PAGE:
What's an Acts 11 Hero?

Some of my favorite people in the Story of God remain nameless to us. Oh, I’ve got lots of love for many of the named people, and not much for the unnamed world leaders who, while tremendously powerful, are nameless in Scripture (Pharoah, Herod the Great – okay, so he gets half a name! and Caesar).

But in a story, leaving a main character nameless is often a narrator’s subversive way of marginalizing that character. Everyone wants to be remembered, to “make a name for themselves.” In the Story of God, we learn the great danger of striving for personal glory, and the wisdom of taking the lower place and letting God make your name great.

So what does all this have to do with Acts 11? Well, by then, the Jesus Way has gotten bogged down in racial and social elitism. God sends Peter this big vision and all this Holy Spirit motivation to tell the story of Jesus to Cornelius, a Gentile who was already totally in love with the God of the Jews. His only balk seems to be at the flick of a certain knife – but as soon as he hears about Jesus, he is ALL IN! Not much of a challenge for The Apostle Peter, you would think.

But while Peter’s having his “big adventure,” we get this offhand remark that just blows me away. You see, what happened with Peter and Cornelius is cool and all, but it doesn’t help me much. Cornelius loves the ways of God already; he’s fully prepared to hear the Message. Me? I wasn’t. Not at all. I couldn’t care less about the things of God when I began to hear the gospel. There was a whole city of people with that identical attitude, just up the coast from Judaea.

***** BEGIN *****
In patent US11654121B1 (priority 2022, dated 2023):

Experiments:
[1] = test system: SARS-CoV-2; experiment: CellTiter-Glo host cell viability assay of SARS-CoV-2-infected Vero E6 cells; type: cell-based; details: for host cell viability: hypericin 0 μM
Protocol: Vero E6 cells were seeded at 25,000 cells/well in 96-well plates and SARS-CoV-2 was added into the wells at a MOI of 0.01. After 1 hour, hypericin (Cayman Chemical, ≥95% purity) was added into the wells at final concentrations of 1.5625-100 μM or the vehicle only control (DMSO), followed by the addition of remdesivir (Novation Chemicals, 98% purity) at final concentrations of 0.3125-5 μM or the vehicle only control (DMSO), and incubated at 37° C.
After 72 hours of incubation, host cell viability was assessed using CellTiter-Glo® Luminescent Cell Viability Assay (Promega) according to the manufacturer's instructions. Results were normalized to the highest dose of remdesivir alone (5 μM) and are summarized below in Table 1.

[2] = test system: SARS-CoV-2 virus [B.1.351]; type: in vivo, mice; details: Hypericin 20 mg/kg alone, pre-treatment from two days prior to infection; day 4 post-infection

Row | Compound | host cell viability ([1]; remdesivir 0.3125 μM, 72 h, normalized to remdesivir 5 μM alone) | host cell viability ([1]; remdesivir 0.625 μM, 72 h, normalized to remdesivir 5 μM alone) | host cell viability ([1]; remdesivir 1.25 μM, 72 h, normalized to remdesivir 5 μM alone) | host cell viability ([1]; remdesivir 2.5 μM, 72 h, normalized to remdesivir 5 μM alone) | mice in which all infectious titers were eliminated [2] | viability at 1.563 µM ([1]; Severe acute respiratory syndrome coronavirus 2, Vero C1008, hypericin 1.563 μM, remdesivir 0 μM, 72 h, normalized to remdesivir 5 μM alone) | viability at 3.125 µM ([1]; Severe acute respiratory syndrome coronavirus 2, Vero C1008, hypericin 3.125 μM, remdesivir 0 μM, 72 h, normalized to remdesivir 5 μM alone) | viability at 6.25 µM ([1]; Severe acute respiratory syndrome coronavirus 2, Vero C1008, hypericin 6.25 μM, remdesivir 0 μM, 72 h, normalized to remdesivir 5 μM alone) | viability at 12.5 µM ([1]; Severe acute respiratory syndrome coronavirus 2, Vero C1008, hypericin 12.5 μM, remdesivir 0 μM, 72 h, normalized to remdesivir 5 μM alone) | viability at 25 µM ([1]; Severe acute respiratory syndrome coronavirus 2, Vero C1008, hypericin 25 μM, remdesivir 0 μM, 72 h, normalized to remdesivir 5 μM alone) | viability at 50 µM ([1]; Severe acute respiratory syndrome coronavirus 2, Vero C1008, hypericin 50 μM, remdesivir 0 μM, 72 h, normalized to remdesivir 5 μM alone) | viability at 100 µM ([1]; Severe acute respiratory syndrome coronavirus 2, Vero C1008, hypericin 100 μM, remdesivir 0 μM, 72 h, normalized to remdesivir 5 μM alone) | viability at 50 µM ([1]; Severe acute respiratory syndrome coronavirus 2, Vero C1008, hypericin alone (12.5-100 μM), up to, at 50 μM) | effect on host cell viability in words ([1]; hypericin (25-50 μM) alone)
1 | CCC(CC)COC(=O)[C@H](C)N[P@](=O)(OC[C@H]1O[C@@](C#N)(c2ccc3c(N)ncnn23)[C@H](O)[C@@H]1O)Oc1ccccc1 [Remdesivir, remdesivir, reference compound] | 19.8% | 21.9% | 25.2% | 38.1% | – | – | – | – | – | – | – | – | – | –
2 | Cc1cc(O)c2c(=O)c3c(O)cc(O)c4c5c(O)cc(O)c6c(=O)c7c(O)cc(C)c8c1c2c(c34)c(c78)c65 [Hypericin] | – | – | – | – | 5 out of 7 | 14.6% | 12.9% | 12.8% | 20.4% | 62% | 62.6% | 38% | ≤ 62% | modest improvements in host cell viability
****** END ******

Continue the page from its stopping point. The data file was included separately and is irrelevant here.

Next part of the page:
In the midst of Peter’s identity crisis, Luke simply says, “Now those who were scattered because of the persecution that arose over Stephen traveled as far as Phoenicia and Cyprus and Antioch, speaking the word to no one except Jews. But there were some of them, men of Cyprus and Cyrene, who on coming to Antioch spoke to the Hellenists also, preaching the Lord Jesus.” (Acts 11:19-20) Nobody had to send a great vision to those guys. These unnamed guys had better theology and more love for their neighbor; they understood the gospel even better than the Great Peter and all the rest of the apostles.

Yes, Pentecost was awesome, and I look forward to meeting Peter!

Yes, Romans is incredible, and I really want to sit down with Paul!

But first, I think I will celebrate these unnamed heroes, because the gospel would never have reached a heathen like me except for people like them who were so swept up in the mission of God and driven by the love of Jesus, they’d give up every bit of honor and pride to share the gospel with whoever they met.

THAT is an Acts 11 hero.

And when that day comes, when the Lord appears, we will ALL know their names – the Master of the feast will say, “Friends, move up higher,” and they will be honored in the presence of all who sit at table with them.

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About Nick Gill

orphan-poet-adoptee-soldier-prodigal-servant-husband- counselor-desperate seeker after my Father's face "I feel my body weakened by the years as people turn to gods of cruel design. Is it that they fear the pain of death, or is it that they fear the joy of life?" - Toad the Wet Sprocket

Posted on 3 March, 2010, in Uncategorized. Bookmark the permalink. 2 Comments.

  1. I dare say that even today the great heroes of faith aren’t household names.

    Great story from Acts 11.

    Grace and peace,
    Tim Archer

    • And they never will be, and they don’t WANT to be. That’s one of the essential characteristics of an Acts 11 hero – the grace of the Master has so fulfilled their craving for honor that they can freely act with great humility.

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